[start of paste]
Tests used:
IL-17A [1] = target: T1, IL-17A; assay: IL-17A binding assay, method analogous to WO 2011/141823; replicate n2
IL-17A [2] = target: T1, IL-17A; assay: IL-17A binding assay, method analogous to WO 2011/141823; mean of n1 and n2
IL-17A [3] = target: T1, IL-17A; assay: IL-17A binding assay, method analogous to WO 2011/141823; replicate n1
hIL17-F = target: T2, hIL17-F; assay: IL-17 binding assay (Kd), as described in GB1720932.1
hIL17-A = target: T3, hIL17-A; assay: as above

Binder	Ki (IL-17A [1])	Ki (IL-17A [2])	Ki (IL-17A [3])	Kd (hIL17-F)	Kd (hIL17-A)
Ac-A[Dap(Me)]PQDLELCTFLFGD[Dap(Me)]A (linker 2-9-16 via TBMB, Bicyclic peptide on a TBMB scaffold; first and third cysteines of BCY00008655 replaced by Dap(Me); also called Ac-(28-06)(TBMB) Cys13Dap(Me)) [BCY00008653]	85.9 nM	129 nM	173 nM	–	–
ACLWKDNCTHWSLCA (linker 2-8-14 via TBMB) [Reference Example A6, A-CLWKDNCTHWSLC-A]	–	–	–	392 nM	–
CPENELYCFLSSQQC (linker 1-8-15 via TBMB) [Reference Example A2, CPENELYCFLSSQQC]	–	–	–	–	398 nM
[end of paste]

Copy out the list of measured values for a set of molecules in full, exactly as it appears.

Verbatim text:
Tests used:
IL-17A [1] = target: T1, IL-17A; assay: IL-17A binding assay, method analogous to WO 2011/141823; replicate n2
IL-17A [2] = target: T1, IL-17A; assay: IL-17A binding assay, method analogous to WO 2011/141823; mean of n1 and n2
IL-17A [3] = target: T1, IL-17A; assay: IL-17A binding assay, method analogous to WO 2011/141823; replicate n1
hIL17-F = target: T2, hIL17-F; assay: IL-17 binding assay (Kd), as described in GB1720932.1
hIL17-A = target: T3, hIL17-A; assay: as above

Binder	Ki (IL-17A [1])	Ki (IL-17A [2])	Ki (IL-17A [3])	Kd (hIL17-F)	Kd (hIL17-A)
Ac-A[Dap(Me)]PQDLELCTFLFGD[Dap(Me)]A (linker 2-9-16 via TBMB, Bicyclic peptide on a TBMB scaffold; first and third cysteines of BCY00008655 replaced by Dap(Me); also called Ac-(28-06)(TBMB) Cys13Dap(Me)) [BCY00008653]	85.9 nM	129 nM	173 nM	–	–
ACLWKDNCTHWSLCA (linker 2-8-14 via TBMB) [Reference Example A6, A-CLWKDNCTHWSLC-A]	–	–	–	392 nM	–
CPENELYCFLSSQQC (linker 1-8-15 via TBMB) [Reference Example A2, CPENELYCFLSSQQC]	–	–	–	–	398 nM